If Vietnam has the legend of Son Tinh – Thuy Tinh to portray human efforts in overcoming floods, the Chinese people also have a similar legend about Ha Vu Tri Thuy.
According to Chronicles of Sima Qian, the country of China more than 2,200 years BC was placed under the rule of King Nghieu. During this time, a great flood occurred and covered the whole country. No part of China escaped.
“Like an endless stream of boiling water, the flood poured down destructively, it even threatened the heavens.“, the Book of Chronicles.
In the midst of this era, a prince named Con was tasked with protecting people from flood waters. His strategy was to build large dams to block the flow of water. Unfortunately, human strength has not won against heaven. The dams are effective in the short term, but are overwhelmed by floodwaters later.
After 9 years, whatever will come, Con’s dam is broken, creating a very terrible cataclysm in history. King Nghieu then condemned and executed Con, leaving a country of China to remain submerged in water.
Many people believe that this great cataclysm is just a Chinese fiction associated with the reign of King Yao – apparently also a legendary king when Chronicles of Sima Qian wrote that he lived to be 120 years old and ruled. his dynasty for 100 years.
But a 2016 study published in Science found: While King Yao may be a fictional figure, the cataclysm 4,000 years ago in China is likely a historical fact.
The biggest cataclysm in world history for 10,000 years
In their scientific paper, a group of archaeologists said that while they were mapping sediments along the Yellow River, a shocking evidence was suddenly discovered. It is a layer of sediment up to 20 m thick, indicating that the Yellow River water once rose to a height of 38 m from now.
Scientists said that apart from a giant dam, nothing can make the Yellow River water rise to this level. It is evidence of a natural structure similar to Con’s dams as recorded by Sima Qian Chronicles.
The sediment shows that the Yellow River water was once 38 m higher than it is now.
While the dam’s construction is largely a fiction, scientists say the Yellow River may still be blocked off by a real historical event. It was a strong earthquake that caused a large amount of rock and soil to fall into the area known as Tich Thach Alley. It blocked the Yellow River at an altitude of 100 m and stored up to 16 billion cubic meters of water.
After about 6-9 months, the water force caused the dam to break and caused a terrible cataclysm. Water poured down at speeds of 300-500 thousand cubic meters per second, equivalent to the deadliest flood ever recorded on the Amazon River.
Study co-author Professor Darryl Granger from Purdue University said: “This is one of the biggest floods ever to have happened on Earth in the past 10,000 years. The flood is capable of destroying settlements as far as 2,000 km downstream of the Yellow River.
For the Chinese people at that time, the great cataclysm was an apocalypse-like sight. Archaeologists have found bones buried in black sand dating back to 1920 BC confirm this event.
It is possible that ancient Chinese people were killed in the earthquake, then buried by mud in floods.
This geological evidence is extremely consistent with the flood story depicted in ancient apocryphal writings, suggesting that the myth of the Great Flood under King Nghieu was real. Then could the Xia Dynasty, which started Chinese civilization soon after, be true?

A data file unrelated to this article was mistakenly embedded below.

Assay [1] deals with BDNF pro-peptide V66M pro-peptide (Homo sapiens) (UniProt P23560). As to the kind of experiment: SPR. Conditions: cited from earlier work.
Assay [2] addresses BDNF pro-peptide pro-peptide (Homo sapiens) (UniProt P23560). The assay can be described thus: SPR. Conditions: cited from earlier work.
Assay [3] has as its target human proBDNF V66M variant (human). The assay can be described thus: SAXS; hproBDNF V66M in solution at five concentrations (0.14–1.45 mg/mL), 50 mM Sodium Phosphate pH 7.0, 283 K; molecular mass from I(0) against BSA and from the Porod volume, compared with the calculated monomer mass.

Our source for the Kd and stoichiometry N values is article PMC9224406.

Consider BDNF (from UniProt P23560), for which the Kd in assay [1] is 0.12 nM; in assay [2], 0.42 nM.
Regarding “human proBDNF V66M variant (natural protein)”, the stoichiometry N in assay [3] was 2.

Is the Ha Vu dynasty real or not?
The Chronicle of Sima Qian continues, shortly after Con failed to rule the water, King Nghieu also died and gave the throne to Ngu Thuan. Thuan hands over the water treatment to Vu, Con’s son.
Unlike his father, Vu does not use an anti-nature strategy – instead of building a dam to block the water, Vu has gathered villagers to help him dig a canal and dredge the river.
When the Yellow River bed is dredged and canals are dug through new fields, water is dispersed and flows into an irrigation system for agriculture rather than creating devastating flash floods.
Both the basin areas along the Yellow River and Vi Thuy River were then beginning to be reconstructed and developed into a center of economic and trade in China. Vu’s merit was recognized by King Thuan. After his death, Thuan did not pass the throne to his son, but supported Vu to become king, founding the Ha Dynasty.
Correlation between the ages in the legend of the Lower Wuzhui and archaeological evidence of the great flood in China.
“Xia Yu created order out of chaos. He created a civilization center for the Chinese people from the wild peripheries.“study co-author David Cohen, associate professor of anthropology at National Taiwan University, said. “This gave him the divine mission to establish the first dynasty.”
Historical evidence shows that around 4,000 years ago, coinciding with the Xia dynasty, the Bronze Age began in China, and the settlements grew to 10 times their size during the Neolithic period. .
A memorial statue of Xia Wu in China
Although there is currently no direct evidence showing the existence of Ha Vu and his dynasty, the coincidence of the great flood event with the period of new civilization development is said to be a remarkable point. .
Some ancient stone carvings and tombs found also match those recorded in the History of Sima Qian. “But we need more archaeological evidence“, Said Cohen.”The correlation between the ages is quite interesting, but even with a real cataclysm, the Xia dynasty cannot be proven to exist.
See Iflscience, BBC